Many horse people like to think they are at one with nature. They feel it’s perfectly natural to chase a horse in a round yard. They have a warm fuzzy feeling about being a member of the horse herd. When their horse eventually faces them or follows them, it appeals to their “inner spirit” to think that they’ve been “accepted as the horse's leader”.
Here’s the reality: Horses must never be chased in a round yard, or anywhere else for that matter.
When horses are chased in a round yard they run because they have no option. Most horses eventually work out that it’s easier to follow the trainer than to keep running. However, if a horse is frightened or worried, chasing him only frightens him more. The last thing he’ll want to do is come to the trainer. The horse may stand and face the trainer but as soon as he’s approached, the horse will move away because he’s scared. Some horses will run to the point of exhaustion rather than come to the trainer, or allow him to approach. When a horse is worried and frightened, you must overcome his fear before you ask him to follow you.
Some people think that the theory of horse training doesn’t matter. They think only of the end result and don’t care how they get there. I’ve often been told by other trainers “It’s only the fine print you’re arguing about. The finer details don’t matter. We all do the same”. I strongly disagree. Understanding the theory and every fine detail of horse training is very, very important. It matters a great deal. If your underlying thinking and theory is flawed, there’ll come a time when your theories and “methods” don’t work. When this happens, many trainers resort to the use of unnecessary pressure and force. Many trainers think that they must be dominant and be the leader, so they chase horses relentlessly or reach for ropes, hobbles and restraints or tie horses down on the ground.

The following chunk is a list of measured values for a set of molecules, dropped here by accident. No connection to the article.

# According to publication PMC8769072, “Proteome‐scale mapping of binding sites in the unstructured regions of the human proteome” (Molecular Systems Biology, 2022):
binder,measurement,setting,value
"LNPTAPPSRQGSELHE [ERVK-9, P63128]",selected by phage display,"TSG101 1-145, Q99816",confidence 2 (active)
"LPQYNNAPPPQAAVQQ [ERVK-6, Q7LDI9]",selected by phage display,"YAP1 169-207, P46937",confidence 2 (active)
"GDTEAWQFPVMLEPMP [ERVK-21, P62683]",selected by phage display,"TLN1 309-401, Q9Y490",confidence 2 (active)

Unfortunately, this way of thinking causes a lot of horses a lot of unnecessary pressure and stress. Until people realise that this way of thinking is flawed, horses everywhere will continue to suffer. It’s simple to teach a horse to follow you without chasing him. You must have a lead rope on the horse and you must show him that it’s always easy and pleasant to be with you. Next, you can teach him that it’s slightly unpleasant when he’s not with you.
Horses aren’t stupid, they soon work out that it’s easier to stay with you than to move away. It doesn’t take long to teach a horse to follow, without ever chasing him or stressing him.
When you learn this, you’ll understand that there’s never any need to chase any horse to teach him to follow you.
The theory that you can be your horse’s leader and become part of a horse herd is nonsense. Too many horses are chased and stressed unnecessarily, by people who think they’re showing leadership or entering the horse herd.
This is just one example of how flawed theories and flawed thinking result in horses being subjected to unnecessary pressure and stress.
It’s high time everyone started to put the wellbeing of every horse ahead of their own personal desire to be “at one with nature” or to “become a horse’s leader” or to enter some mystical horse herd.